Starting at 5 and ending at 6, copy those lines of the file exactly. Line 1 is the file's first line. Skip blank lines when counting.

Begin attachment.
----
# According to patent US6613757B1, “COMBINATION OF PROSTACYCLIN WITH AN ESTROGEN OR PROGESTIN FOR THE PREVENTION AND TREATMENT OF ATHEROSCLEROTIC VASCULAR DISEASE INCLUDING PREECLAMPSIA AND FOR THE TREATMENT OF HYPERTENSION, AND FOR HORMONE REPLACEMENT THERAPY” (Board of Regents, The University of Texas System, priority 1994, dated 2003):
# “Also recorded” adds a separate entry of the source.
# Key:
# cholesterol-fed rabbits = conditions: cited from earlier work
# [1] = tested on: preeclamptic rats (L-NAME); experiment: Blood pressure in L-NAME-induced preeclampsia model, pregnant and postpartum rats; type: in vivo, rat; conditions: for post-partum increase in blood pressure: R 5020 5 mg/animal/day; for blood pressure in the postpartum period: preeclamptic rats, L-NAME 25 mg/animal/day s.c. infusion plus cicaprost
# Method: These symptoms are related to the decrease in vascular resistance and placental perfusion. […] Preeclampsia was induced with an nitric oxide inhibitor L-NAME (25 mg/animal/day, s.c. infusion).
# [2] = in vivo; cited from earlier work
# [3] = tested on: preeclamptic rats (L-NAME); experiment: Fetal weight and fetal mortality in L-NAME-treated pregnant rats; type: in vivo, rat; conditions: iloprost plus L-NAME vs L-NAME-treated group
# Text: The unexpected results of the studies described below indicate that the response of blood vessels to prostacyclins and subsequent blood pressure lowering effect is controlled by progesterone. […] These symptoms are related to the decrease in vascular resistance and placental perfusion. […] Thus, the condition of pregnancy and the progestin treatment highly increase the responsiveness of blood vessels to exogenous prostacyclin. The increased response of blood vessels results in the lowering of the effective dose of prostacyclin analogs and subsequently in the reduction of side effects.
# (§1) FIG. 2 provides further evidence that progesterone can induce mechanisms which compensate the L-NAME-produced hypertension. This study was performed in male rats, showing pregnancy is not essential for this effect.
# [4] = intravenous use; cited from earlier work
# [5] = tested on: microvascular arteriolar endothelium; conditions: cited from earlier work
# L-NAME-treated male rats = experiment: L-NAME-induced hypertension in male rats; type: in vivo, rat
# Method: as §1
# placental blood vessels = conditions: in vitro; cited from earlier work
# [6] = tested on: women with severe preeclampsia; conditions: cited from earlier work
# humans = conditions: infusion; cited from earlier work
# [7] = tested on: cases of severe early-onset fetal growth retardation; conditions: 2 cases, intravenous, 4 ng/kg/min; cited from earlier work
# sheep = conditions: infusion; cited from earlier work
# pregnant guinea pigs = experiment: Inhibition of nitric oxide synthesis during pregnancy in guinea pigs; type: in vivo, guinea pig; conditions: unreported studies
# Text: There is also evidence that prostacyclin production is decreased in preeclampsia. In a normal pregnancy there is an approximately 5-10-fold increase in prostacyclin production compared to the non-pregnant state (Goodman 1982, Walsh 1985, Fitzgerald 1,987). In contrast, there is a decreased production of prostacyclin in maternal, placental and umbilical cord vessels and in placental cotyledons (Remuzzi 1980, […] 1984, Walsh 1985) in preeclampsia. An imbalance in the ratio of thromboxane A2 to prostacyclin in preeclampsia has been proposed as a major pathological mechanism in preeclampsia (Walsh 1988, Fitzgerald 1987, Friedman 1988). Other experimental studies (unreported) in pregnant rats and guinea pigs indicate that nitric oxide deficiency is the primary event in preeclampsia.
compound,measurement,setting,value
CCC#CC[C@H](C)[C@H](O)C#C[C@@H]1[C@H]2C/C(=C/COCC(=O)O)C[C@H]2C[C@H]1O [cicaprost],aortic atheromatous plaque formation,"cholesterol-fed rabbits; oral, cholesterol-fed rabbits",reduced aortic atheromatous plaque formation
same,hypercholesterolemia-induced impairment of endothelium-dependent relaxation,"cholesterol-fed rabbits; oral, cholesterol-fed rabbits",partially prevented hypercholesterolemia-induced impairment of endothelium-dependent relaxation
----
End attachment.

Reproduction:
# [1] = tested on: preeclamptic rats (L-NAME); experiment: Blood pressure in L-NAME-induced preeclampsia model, pregnant and postpartum rats; type: in vivo, rat; conditions: for post-partum increase in blood pressure: R 5020 5 mg/animal/day; for blood pressure in the postpartum period: preeclamptic rats, L-NAME 25 mg/animal/day s.c. infusion plus cicaprost
# Method: These symptoms are related to the decrease in vascular resistance and placental perfusion. […] Preeclampsia was induced with an nitric oxide inhibitor L-NAME (25 mg/animal/day, s.c. infusion).